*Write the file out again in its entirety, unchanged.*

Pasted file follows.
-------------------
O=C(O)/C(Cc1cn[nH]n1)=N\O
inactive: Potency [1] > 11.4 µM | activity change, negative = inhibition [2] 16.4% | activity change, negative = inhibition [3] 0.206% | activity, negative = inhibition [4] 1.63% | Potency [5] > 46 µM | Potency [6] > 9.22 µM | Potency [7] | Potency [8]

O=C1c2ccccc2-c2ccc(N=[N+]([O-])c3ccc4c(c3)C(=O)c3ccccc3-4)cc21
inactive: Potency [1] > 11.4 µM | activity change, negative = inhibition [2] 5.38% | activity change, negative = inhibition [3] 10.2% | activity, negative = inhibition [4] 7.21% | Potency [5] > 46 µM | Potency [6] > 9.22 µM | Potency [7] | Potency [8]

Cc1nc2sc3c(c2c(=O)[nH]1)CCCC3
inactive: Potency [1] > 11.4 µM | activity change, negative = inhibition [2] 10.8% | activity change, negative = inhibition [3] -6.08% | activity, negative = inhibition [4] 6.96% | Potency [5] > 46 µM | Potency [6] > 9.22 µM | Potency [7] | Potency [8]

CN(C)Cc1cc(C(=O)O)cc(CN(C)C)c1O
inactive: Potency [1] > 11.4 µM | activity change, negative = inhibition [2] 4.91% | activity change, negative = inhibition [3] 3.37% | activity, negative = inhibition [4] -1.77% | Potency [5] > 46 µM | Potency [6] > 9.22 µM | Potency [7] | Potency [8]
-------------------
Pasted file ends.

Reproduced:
O=C(O)/C(Cc1cn[nH]n1)=N\O
inactive: Potency [1] > 11.4 µM | activity change, negative = inhibition [2] 16.4% | activity change, negative = inhibition [3] 0.206% | activity, negative = inhibition [4] 1.63% | Potency [5] > 46 µM | Potency [6] > 9.22 µM | Potency [7] | Potency [8]

O=C1c2ccccc2-c2ccc(N=[N+]([O-])c3ccc4c(c3)C(=O)c3ccccc3-4)cc21
inactive: Potency [1] > 11.4 µM | activity change, negative = inhibition [2] 5.38% | activity change, negative = inhibition [3] 10.2% | activity, negative = inhibition [4] 7.21% | Potency [5] > 46 µM | Potency [6] > 9.22 µM | Potency [7] | Potency [8]

Cc1nc2sc3c(c2c(=O)[nH]1)CCCC3
inactive: Potency [1] > 11.4 µM | activity change, negative = inhibition [2] 10.8% | activity change, negative = inhibition [3] -6.08% | activity, negative = inhibition [4] 6.96% | Potency [5] > 46 µM | Potency [6] > 9.22 µM | Potency [7] | Potency [8]

CN(C)Cc1cc(C(=O)O)cc(CN(C)C)c1O
inactive: Potency [1] > 11.4 µM | activity change, negative = inhibition [2] 4.91% | activity change, negative = inhibition [3] 3.37% | activity, negative = inhibition [4] -1.77% | Potency [5] > 46 µM | Potency [6] > 9.22 µM | Potency [7] | Potency [8]